In a futuristic world that has embraced ape slavery, Caesar, the son of the late simians Cornelius and Zira, surfaces after almost twenty years of hiding out from the authorities, and prepares for a slave revolt against humanity.
J. Lee Thompson
Ten years after a worldwide series of ape revolutions and a brutal nuclear war among humans, Caesar must protect survivors of both species from an insidious human cult and a militant ape faction alike.
J. Lee Thompson
The world is shocked by the appearance of three talking chimpanzees, who arrived mysteriously in a U.S. spacecraft. They become the toast of society, but one man believes them to be a threat to the human race.
Television series about a group of astronauts who travel in time and become marooned on a planet. Unbeknownst to them, they are actually on future Earth. The astronauts encounter an advanced civilization run by apes, but supported by enslaved human workers.Written by
Tad Dibbern <DIBBERN_D@a1.mscf.upenn.edu>
The two human leads graced the show with an Ivy League pedigree. Ron Harper (who played Alan) was a Princeton graduate and won a fellowship to Harvard, while James Naughton (Pete) was a graduate of Brown and Yale. See more »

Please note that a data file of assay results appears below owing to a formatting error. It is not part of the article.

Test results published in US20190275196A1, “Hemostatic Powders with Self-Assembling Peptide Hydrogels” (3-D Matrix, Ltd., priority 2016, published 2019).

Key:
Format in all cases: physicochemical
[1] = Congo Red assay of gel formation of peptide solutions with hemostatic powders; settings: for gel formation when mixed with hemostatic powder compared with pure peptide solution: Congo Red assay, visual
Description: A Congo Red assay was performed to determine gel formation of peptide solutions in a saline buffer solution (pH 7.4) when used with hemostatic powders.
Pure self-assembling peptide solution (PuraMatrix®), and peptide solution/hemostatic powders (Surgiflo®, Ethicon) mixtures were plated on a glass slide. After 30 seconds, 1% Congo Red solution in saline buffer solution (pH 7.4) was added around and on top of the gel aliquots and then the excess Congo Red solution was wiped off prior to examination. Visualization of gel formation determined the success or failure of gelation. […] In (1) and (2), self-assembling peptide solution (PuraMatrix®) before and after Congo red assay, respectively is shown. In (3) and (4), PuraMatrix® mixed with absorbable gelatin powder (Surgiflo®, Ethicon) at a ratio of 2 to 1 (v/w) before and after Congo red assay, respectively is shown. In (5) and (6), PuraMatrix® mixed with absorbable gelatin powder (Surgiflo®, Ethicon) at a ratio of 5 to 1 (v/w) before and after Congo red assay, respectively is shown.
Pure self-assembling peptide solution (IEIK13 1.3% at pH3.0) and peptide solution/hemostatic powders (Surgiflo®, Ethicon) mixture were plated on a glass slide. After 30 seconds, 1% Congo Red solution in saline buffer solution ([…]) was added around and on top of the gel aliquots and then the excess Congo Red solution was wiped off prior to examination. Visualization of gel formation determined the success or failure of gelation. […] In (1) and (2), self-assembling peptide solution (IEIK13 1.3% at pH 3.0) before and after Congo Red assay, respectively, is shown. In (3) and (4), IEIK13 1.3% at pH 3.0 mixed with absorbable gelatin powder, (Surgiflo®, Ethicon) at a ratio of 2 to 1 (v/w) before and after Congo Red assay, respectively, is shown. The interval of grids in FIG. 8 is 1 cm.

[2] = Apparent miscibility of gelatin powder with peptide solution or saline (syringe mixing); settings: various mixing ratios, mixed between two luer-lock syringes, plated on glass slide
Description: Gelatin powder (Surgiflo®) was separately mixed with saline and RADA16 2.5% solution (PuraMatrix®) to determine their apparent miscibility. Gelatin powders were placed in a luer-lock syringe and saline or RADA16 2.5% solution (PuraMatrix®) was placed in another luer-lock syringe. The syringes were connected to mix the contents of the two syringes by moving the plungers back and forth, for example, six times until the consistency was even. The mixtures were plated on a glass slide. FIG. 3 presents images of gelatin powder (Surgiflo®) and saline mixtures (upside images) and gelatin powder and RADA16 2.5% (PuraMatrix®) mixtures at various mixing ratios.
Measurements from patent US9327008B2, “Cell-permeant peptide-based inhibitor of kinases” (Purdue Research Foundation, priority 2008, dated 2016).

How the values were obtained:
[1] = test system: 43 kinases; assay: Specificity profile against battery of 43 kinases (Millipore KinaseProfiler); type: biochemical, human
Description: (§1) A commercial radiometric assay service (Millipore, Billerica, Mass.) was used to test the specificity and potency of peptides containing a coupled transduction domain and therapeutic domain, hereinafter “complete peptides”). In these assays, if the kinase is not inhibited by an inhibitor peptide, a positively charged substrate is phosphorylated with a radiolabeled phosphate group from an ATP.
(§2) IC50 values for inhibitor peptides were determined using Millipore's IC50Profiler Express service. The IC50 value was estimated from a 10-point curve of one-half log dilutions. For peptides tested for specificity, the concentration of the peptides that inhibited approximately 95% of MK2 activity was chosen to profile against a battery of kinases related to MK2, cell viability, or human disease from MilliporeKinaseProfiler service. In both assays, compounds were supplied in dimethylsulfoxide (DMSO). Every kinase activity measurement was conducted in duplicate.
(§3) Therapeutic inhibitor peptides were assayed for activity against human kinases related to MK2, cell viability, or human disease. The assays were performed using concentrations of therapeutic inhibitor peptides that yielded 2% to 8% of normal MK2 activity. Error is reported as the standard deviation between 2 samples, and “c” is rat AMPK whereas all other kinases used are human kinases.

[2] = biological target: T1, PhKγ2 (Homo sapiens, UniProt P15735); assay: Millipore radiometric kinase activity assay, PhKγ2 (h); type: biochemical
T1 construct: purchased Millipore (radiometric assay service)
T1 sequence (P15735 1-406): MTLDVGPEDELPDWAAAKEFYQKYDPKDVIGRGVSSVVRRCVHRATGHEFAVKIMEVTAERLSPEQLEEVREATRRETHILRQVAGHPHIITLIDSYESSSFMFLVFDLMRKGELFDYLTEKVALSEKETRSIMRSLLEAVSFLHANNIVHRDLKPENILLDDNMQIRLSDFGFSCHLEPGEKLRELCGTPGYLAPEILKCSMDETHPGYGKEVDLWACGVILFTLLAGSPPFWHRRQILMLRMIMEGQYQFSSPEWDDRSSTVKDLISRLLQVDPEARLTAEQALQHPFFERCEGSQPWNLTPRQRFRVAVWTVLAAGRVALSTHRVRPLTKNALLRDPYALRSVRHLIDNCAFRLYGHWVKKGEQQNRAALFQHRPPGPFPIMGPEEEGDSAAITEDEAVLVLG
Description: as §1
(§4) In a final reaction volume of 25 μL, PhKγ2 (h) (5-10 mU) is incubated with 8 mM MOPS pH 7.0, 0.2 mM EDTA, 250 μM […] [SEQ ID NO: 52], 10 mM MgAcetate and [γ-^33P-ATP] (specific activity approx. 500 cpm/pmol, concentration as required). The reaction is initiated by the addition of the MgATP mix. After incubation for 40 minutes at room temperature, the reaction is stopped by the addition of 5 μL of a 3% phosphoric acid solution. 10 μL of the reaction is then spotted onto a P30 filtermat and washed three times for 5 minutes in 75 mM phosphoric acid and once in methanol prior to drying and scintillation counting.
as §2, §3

In the pilot episode (after the astronauts have been captured by Urko), Alan abrades the ropes binding his wrists against a rock. Yet in the close-up of his wrists, the ropes are not frayed where he had been rubbing them and they don't break. They just fall off his arms. See more »
These humans are dangerous, don't you understand that? They think that they're as good as we are!
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In 1981, selected episodes were re-edited into five made for TV movies: Back to the Planet of the Apes (1981) Forgotten City of the Planet of the Apes (1981) Treachery and Greed on the Planet of the Apes (1981) Life, Liberty and the Pursuit of the Planet of the Apes (1981) Farewell to the Planet of the Apes (1981). One episode, "The Liberator," was not aired during the original network run, but was aired in the UK and made its US debut in the 1990s. See more »
The Planet of the Apes TV series is often unfairly criticised (as are the four film sequels) for falling far short of the epoch-making original movie.
However, there is much to be enjoyed for PotA devotees and the less committed alike. The three leading characters of Galen, Virdon and Burke are all instantly likeable and well acted, Mark Lenard is superb as their pursuer Urko, who is second as a Gorilla commander only to James Gregory's peerless performance as Ursus in "Beneath") and Booth Colman evokes Maurice Evans as Zauis (although this Zauis cannot be the same ape as played by Evans in the first two films). Many fine and memorable guest roles throughout and interesting - if slightly repetitive - storylines add up to a satisfying series.
The only downside is the somewhat corny dialogue - especially certain lines spoken by Burke - which rob a number of scenes of their effectiveness.
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